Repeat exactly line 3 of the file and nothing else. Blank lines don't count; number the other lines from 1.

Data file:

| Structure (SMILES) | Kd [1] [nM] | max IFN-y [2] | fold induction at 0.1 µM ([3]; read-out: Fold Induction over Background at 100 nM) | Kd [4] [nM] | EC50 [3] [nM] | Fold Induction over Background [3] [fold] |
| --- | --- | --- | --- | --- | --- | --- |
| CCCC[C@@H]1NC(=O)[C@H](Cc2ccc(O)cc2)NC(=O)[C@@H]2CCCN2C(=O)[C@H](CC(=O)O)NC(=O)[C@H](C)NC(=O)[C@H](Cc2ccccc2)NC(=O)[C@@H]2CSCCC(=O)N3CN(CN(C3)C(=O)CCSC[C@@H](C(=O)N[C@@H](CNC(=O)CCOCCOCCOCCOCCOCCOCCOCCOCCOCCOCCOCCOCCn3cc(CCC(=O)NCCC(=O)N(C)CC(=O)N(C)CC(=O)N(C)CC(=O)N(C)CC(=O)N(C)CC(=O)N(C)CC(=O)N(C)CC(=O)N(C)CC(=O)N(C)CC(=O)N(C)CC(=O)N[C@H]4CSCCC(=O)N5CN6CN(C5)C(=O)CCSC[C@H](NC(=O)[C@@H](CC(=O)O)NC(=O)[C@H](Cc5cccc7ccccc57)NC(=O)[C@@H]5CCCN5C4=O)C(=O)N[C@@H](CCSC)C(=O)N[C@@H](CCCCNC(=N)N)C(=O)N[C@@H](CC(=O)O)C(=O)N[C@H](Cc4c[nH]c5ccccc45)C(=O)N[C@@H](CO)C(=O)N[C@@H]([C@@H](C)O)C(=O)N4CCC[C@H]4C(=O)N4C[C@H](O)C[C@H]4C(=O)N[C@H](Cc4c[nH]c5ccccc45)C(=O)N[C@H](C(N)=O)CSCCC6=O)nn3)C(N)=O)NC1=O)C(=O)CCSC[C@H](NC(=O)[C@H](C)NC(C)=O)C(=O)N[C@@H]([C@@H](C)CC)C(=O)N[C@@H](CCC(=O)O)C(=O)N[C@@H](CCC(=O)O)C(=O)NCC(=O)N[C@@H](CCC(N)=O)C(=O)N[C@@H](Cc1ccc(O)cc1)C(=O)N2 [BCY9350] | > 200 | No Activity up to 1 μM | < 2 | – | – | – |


| CCCC[C@@H]1NC(=O)[C@H](Cc2ccc(O)cc2)NC(=O)[C@@H]2CCCN2C(=O)[C@H](CC(=O)O)NC(=O)[C@H](C)NC(=O)[C@H](Cc2ccccc2)NC(=O)[C@@H]2CSCCC(=O)N3CN(CN(C3)C(=O)CCSC[C@@H](C(=O)N[C@@H](CNC(=O)CCOCCOCCOCCOCCOCCOCCOCCOCCOCCOCCOCCOCCn3cc(CCC(=O)NCCC(=O)N(C)CC(=O)N(C)CC(=O)N(C)CC(=O)N(C)CC(=O)N(C)CC(=O)N(C)CC(=O)N(C)CC(=O)N(C)CC(=O)N(C)CC(=O)N(C)CC(=O)N[C@H]4CSCCC(=O)N5CN6CN(C5)C(=O)CCSC[C@H](NC(=O)[C@@H](CC(=O)O)NC(=O)[C@H](Cc5cccc7ccccc57)NC(=O)[C@@H]5CCCN5C4=O)C(=O)N[C@@H](CCSC)C(=O)N[C@@H](CCCCNC(=N)N)C(=O)N[C@@H](CC(=O)O)C(=O)N[C@H](Cc4c[nH]c5ccccc45)C(=O)N[C@@H](CO)C(=O)N[C@@H]([C@@H](C)O)C(=O)N4CCC[C@H]4C(=O)N4C[C@H](O)C[C@H]4C(=O)N[C@H](Cc4c[nH]c5ccccc45)C(=O)N[C@H](C(N)=O)CSCCC6=O)nn3)C(N)=O)NC1=O)C(=O)CCSC[C@H](NC(=O)[C@H](C)NC(C)=O)C(=O)N[C@@H]([C@@H](C)CC)C(=O)N[C@@H](CCC(=O)O)C(=O)N[C@@H](CCC(=O)O)C(=O)NCC(=O)N[C@@H](CCC(N)=O)C(=O)N[C@@H](Cc1ccc(O)cc1)C(=O)N2 [BCY9350] | > 200 | No Activity up to 1 μM | < 2 | – | – | – |